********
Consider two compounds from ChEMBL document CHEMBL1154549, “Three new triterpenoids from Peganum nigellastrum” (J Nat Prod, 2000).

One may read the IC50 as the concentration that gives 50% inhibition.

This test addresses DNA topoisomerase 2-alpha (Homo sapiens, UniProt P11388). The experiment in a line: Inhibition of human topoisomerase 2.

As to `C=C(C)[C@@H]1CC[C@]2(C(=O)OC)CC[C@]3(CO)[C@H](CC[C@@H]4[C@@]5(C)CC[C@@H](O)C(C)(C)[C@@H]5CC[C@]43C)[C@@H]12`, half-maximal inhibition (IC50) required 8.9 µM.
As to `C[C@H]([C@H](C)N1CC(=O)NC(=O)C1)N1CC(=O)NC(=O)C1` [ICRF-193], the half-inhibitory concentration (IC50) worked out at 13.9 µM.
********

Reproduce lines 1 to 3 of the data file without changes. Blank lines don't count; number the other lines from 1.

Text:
Consider two compounds from ChEMBL document CHEMBL1154549, “Three new triterpenoids from Peganum nigellastrum” (J Nat Prod, 2000).

One may read the IC50 as the concentration that gives 50% inhibition.

This test addresses DNA topoisomerase 2-alpha (Homo sapiens, UniProt P11388). The experiment in a line: Inhibition of human topoisomerase 2.